Sunday, 30 April 2017

Blickling Hall Bluebell Walk

Over the past few weeks it became clear from my social media accounts that across the south of the UK the display in Bluebell woods was peaking and with a early May Bank Holiday weekend free we decided to take the family to the National Trusts Blickling Estate to see the carpets of Bluebells in the woods there.

Bluebells at Blickling Hall, Norfolk
On arrival we managed to squeeze into the last parking space in the woodland car park and join a steady stream of families heading up the hill into the woods. Birdsong was a little muted but in the distance I could hear a Nuthatch and there were some very vocal Blackcap's and Chiff Chaffs around the trail.

I'd taken a couple of cameras with me and within minutes our two young boys had taken these off me so that they could join in with the other visitors to the woods in a orgy of  Bluebell Photography and selfie taking. Our fellow Bluebell Pilgrims displayed the full range of camera kit from mobile phones through tablets to full blown DSLR's.

Bluebell photography at Blickling Hall, Norfolk
There are some natural phenomena which seem to drag the great British public out in their droves, in Norfolk early Spring Snowdrop walks are a big thing at places like Walsingham Abbey and are a great way of having a gentle stroll in the countryside perhaps bookmarked by Coffee and cake. A couple of months later come the Bluebell's more nice walks with family and friends and of course more refreshments.

Bluebell walk at Blickling Hall, Norfolk
The Bluebells at Blickling were at their peak all were open and none that I could see had yet started to turn over, amongst them were the odd spots of pink from Red Campion flowers and a thin splash of white where a clump of Wild Garlic grew along the side of a ditch.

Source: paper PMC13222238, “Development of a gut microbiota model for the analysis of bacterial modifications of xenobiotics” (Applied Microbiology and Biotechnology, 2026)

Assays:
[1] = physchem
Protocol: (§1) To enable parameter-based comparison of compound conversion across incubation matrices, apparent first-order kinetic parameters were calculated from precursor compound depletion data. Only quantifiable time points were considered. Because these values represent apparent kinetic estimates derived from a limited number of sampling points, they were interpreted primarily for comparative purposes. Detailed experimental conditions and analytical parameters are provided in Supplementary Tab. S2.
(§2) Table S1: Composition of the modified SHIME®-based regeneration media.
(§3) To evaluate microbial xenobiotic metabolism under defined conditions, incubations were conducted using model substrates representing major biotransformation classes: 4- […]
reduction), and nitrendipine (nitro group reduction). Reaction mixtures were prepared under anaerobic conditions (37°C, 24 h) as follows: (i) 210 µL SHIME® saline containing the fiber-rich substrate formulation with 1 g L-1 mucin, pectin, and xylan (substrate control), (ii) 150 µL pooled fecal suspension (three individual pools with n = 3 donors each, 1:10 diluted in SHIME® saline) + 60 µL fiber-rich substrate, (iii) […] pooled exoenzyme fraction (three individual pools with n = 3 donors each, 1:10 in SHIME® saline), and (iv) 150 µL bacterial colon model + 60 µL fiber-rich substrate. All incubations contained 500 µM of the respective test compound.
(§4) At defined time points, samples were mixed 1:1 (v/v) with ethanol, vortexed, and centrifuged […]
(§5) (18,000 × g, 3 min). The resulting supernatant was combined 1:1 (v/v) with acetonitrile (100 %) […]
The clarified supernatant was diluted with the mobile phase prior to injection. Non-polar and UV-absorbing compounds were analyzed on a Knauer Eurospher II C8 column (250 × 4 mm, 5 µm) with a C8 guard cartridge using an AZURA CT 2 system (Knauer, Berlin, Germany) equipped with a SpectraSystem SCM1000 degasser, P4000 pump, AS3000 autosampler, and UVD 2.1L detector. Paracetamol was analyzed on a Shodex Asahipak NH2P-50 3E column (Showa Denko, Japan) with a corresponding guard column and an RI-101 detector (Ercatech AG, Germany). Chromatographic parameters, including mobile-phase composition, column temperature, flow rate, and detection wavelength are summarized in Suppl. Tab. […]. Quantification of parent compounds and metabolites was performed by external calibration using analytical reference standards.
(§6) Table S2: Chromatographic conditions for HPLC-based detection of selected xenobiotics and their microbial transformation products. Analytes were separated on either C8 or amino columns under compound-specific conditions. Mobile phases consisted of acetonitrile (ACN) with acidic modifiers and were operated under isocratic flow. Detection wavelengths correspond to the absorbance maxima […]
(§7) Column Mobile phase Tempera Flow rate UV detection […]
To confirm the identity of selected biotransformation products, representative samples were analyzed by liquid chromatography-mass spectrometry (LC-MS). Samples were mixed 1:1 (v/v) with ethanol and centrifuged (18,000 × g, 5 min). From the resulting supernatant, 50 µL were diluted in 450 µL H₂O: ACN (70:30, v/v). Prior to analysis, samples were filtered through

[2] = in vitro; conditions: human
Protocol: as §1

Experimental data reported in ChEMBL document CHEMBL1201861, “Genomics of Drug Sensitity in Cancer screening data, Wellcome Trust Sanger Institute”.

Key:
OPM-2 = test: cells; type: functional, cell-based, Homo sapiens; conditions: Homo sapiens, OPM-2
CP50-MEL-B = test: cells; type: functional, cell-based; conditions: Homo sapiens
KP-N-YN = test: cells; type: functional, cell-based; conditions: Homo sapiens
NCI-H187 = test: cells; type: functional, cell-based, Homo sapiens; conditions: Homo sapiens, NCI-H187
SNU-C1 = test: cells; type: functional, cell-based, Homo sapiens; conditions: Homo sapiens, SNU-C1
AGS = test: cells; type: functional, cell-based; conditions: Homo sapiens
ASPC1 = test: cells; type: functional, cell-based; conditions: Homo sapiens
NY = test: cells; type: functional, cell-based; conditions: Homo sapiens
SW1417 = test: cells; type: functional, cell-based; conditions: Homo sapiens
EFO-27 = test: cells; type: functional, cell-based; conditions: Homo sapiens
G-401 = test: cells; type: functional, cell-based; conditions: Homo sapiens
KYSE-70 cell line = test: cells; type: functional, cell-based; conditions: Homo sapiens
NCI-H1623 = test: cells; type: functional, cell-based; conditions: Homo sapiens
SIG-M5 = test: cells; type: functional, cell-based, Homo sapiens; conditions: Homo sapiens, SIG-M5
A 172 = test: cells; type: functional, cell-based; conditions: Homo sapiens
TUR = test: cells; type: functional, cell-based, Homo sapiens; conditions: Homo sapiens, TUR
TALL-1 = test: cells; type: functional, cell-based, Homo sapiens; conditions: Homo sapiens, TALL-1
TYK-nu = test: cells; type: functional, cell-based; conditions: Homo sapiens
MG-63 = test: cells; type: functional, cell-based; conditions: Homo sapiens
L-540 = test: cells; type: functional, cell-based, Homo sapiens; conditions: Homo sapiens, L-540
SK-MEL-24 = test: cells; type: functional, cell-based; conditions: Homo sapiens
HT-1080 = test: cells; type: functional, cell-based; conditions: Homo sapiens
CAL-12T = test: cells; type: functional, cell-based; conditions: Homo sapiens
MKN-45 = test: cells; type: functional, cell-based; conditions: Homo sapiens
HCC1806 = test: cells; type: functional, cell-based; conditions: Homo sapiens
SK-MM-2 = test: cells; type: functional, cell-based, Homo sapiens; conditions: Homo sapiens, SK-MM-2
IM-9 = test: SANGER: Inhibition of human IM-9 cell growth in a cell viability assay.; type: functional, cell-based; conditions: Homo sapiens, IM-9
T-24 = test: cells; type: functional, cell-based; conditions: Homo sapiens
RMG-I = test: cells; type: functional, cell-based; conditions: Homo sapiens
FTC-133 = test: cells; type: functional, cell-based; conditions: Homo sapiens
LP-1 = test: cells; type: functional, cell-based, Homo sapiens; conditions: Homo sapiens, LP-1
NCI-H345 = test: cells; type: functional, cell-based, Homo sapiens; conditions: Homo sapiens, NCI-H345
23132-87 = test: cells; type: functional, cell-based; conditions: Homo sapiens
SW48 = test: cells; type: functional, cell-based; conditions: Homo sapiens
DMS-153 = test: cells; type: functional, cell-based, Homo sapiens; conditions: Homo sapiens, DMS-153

Bluebells at Blickling Hall, Norfolk
Bluebells are a feature of our woods as I understand a combination of our mild  Atlantic climate and a removal of some natural processes such as Wild Boar rooting for bulbs has allowed the carpets that we see today to flourish. I wonder if anyone has noticed a change to the display of Bluebells where Wild Boar have made a welcome return to our woods in places such as the Forest of Dean? Other threats are introduced Spanish Bluebells hybridising with out native Bluebells and climate change impacting on the conditions that they need to thrive.

Bluebells at Blickling Hall, Norfolk
We ended our walk by driving the short distance round to the main Blickling Hall car park and walked down to the edge of the lake for a picnic tea. All in all a pleasant afternoon.

No comments: